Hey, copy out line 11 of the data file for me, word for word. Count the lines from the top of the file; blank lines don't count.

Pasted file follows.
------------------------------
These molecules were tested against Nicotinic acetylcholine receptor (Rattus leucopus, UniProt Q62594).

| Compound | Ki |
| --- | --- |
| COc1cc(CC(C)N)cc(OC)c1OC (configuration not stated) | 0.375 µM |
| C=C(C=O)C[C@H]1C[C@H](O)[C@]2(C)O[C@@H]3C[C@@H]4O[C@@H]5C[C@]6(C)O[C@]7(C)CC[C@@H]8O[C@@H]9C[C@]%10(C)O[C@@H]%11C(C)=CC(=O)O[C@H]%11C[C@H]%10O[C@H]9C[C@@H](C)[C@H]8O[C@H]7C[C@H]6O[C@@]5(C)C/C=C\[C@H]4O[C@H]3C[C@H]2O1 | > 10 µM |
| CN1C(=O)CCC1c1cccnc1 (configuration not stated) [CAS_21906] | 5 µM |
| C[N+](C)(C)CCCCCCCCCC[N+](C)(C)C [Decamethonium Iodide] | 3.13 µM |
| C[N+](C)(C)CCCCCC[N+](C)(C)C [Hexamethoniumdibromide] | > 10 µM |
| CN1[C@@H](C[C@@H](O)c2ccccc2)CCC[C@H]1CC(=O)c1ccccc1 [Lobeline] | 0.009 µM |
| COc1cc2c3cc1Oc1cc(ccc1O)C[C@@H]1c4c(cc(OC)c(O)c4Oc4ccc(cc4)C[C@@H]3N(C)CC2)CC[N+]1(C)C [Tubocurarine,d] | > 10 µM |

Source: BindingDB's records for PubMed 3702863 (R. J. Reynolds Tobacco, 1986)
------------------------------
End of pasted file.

Source: BindingDB's records for PubMed 3702863 (R. J. Reynolds Tobacco, 1986)